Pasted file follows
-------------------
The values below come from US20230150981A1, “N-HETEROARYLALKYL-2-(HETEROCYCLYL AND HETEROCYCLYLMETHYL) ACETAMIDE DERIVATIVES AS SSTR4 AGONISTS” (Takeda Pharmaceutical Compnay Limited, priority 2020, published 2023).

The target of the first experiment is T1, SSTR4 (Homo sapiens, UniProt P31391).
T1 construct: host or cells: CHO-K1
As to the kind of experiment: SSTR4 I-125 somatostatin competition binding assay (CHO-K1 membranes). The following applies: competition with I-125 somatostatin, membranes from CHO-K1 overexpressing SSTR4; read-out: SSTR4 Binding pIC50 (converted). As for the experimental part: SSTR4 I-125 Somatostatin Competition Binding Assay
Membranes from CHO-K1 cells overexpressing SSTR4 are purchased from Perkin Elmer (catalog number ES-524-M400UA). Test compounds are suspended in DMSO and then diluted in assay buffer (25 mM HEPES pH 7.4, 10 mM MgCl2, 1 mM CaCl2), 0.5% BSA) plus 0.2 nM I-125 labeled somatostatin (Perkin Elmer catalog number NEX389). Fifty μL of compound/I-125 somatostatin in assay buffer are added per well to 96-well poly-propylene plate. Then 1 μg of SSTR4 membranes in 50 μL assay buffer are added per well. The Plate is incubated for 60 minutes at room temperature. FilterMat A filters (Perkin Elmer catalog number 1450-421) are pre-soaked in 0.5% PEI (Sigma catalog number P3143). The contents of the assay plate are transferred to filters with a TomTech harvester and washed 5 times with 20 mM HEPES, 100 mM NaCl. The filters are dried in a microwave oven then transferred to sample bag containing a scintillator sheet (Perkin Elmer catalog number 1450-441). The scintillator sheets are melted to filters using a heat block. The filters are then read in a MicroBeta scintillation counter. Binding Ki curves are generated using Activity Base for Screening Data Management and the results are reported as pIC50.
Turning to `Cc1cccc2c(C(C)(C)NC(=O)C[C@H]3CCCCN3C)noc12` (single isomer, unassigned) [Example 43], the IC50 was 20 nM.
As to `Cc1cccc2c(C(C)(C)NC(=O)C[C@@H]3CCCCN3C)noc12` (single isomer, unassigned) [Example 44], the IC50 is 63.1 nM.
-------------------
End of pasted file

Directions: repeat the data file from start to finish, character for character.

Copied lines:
The values below come from US20230150981A1, “N-HETEROARYLALKYL-2-(HETEROCYCLYL AND HETEROCYCLYLMETHYL) ACETAMIDE DERIVATIVES AS SSTR4 AGONISTS” (Takeda Pharmaceutical Compnay Limited, priority 2020, published 2023).

The target of the first experiment is T1, SSTR4 (Homo sapiens, UniProt P31391).
T1 construct: host or cells: CHO-K1
As to the kind of experiment: SSTR4 I-125 somatostatin competition binding assay (CHO-K1 membranes). The following applies: competition with I-125 somatostatin, membranes from CHO-K1 overexpressing SSTR4; read-out: SSTR4 Binding pIC50 (converted). As for the experimental part: SSTR4 I-125 Somatostatin Competition Binding Assay
Membranes from CHO-K1 cells overexpressing SSTR4 are purchased from Perkin Elmer (catalog number ES-524-M400UA). Test compounds are suspended in DMSO and then diluted in assay buffer (25 mM HEPES pH 7.4, 10 mM MgCl2, 1 mM CaCl2), 0.5% BSA) plus 0.2 nM I-125 labeled somatostatin (Perkin Elmer catalog number NEX389). Fifty μL of compound/I-125 somatostatin in assay buffer are added per well to 96-well poly-propylene plate. Then 1 μg of SSTR4 membranes in 50 μL assay buffer are added per well. The Plate is incubated for 60 minutes at room temperature. FilterMat A filters (Perkin Elmer catalog number 1450-421) are pre-soaked in 0.5% PEI (Sigma catalog number P3143). The contents of the assay plate are transferred to filters with a TomTech harvester and washed 5 times with 20 mM HEPES, 100 mM NaCl. The filters are dried in a microwave oven then transferred to sample bag containing a scintillator sheet (Perkin Elmer catalog number 1450-441). The scintillator sheets are melted to filters using a heat block. The filters are then read in a MicroBeta scintillation counter. Binding Ki curves are generated using Activity Base for Screening Data Management and the results are reported as pIC50.
Turning to `Cc1cccc2c(C(C)(C)NC(=O)C[C@H]3CCCCN3C)noc12` (single isomer, unassigned) [Example 43], the IC50 was 20 nM.
As to `Cc1cccc2c(C(C)(C)NC(=O)C[C@@H]3CCCCN3C)noc12` (single isomer, unassigned) [Example 44], the IC50 is 63.1 nM.